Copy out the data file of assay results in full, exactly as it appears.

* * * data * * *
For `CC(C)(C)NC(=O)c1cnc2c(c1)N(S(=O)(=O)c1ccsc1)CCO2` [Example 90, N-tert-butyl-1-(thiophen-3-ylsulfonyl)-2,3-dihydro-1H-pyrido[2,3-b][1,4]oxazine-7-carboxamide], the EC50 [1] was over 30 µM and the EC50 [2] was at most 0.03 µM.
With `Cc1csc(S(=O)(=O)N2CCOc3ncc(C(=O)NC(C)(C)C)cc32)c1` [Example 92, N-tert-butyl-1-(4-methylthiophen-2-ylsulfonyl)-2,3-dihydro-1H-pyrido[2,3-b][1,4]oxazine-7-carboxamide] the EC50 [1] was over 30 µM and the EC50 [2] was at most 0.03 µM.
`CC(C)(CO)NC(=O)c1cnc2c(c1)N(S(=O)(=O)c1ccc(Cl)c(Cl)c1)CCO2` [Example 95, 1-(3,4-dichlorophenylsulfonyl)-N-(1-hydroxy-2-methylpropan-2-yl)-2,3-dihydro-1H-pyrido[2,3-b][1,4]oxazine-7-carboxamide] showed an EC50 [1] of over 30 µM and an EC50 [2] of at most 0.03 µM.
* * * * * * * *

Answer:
For `CC(C)(C)NC(=O)c1cnc2c(c1)N(S(=O)(=O)c1ccsc1)CCO2` [Example 90, N-tert-butyl-1-(thiophen-3-ylsulfonyl)-2,3-dihydro-1H-pyrido[2,3-b][1,4]oxazine-7-carboxamide], the EC50 [1] was over 30 µM and the EC50 [2] was at most 0.03 µM.
With `Cc1csc(S(=O)(=O)N2CCOc3ncc(C(=O)NC(C)(C)C)cc32)c1` [Example 92, N-tert-butyl-1-(4-methylthiophen-2-ylsulfonyl)-2,3-dihydro-1H-pyrido[2,3-b][1,4]oxazine-7-carboxamide] the EC50 [1] was over 30 µM and the EC50 [2] was at most 0.03 µM.
`CC(C)(CO)NC(=O)c1cnc2c(c1)N(S(=O)(=O)c1ccc(Cl)c(Cl)c1)CCO2` [Example 95, 1-(3,4-dichlorophenylsulfonyl)-N-(1-hydroxy-2-methylpropan-2-yl)-2,3-dihydro-1H-pyrido[2,3-b][1,4]oxazine-7-carboxamide] showed an EC50 [1] of over 30 µM and an EC50 [2] of at most 0.03 µM.